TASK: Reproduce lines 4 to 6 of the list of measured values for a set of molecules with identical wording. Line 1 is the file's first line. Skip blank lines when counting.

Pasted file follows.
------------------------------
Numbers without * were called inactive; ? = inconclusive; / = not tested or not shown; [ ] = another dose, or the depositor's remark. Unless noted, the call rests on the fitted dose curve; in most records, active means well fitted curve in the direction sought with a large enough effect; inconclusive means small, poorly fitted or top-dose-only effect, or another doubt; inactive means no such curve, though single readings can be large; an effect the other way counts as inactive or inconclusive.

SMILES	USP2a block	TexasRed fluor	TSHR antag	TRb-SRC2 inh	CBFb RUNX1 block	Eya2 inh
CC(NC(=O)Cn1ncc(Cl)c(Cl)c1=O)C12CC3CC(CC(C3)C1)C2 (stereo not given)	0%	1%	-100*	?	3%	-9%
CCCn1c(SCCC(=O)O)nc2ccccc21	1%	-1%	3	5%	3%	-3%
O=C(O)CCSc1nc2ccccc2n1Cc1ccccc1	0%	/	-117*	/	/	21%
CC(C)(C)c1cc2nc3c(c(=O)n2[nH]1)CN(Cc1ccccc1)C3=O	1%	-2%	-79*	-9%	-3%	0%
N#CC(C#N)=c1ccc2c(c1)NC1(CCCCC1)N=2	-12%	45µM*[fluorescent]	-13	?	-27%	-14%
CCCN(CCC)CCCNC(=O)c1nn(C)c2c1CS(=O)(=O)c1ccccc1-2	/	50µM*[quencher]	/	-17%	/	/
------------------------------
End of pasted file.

CCCn1c(SCCC(=O)O)nc2ccccc21	1%	-1%	3	5%	3%	-3%
O=C(O)CCSc1nc2ccccc2n1Cc1ccccc1	0%	/	-117*	/	/	21%
CC(C)(C)c1cc2nc3c(c(=O)n2[nH]1)CN(Cc1ccccc1)C3=O	1%	-2%	-79*	-9%	-3%	0%